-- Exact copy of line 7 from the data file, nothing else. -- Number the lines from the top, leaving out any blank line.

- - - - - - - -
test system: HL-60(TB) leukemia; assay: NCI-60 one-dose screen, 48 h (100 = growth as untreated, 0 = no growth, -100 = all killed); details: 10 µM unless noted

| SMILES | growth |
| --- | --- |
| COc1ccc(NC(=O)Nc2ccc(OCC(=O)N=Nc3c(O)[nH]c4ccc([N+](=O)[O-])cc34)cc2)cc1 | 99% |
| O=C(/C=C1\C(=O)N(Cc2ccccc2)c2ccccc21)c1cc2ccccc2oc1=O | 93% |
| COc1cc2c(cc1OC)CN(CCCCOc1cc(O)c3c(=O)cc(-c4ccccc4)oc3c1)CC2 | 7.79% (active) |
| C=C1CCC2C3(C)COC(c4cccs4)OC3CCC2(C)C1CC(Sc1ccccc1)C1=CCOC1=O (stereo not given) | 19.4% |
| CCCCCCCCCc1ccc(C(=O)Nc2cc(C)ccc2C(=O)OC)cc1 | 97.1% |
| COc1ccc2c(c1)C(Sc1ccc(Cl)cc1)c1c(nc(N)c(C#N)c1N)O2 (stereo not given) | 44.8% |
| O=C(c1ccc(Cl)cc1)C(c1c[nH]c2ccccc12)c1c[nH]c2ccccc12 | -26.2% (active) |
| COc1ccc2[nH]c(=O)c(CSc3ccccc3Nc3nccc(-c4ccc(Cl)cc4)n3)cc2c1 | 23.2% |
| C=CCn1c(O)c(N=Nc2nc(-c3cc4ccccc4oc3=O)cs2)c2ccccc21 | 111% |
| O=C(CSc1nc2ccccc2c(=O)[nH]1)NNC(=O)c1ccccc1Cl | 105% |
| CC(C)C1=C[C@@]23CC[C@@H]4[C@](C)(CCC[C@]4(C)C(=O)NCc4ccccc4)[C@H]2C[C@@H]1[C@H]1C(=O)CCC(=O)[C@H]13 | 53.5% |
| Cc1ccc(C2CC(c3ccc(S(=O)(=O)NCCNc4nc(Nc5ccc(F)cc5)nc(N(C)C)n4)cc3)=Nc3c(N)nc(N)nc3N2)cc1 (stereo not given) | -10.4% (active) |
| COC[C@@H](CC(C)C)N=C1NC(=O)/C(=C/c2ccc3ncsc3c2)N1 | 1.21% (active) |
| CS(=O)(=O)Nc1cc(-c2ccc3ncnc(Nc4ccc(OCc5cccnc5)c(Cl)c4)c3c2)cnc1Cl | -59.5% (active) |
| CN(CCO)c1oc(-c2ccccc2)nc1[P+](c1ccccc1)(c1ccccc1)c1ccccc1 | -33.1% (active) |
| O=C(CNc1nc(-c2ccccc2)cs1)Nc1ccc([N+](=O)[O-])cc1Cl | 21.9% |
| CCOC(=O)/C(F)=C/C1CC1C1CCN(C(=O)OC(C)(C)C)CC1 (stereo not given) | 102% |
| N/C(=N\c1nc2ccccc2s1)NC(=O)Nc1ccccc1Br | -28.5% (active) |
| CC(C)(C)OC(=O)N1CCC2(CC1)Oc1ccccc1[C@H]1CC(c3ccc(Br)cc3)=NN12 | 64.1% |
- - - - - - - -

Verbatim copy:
| C=C1CCC2C3(C)COC(c4cccs4)OC3CCC2(C)C1CC(Sc1ccccc1)C1=CCOC1=O (stereo not given) | 19.4% |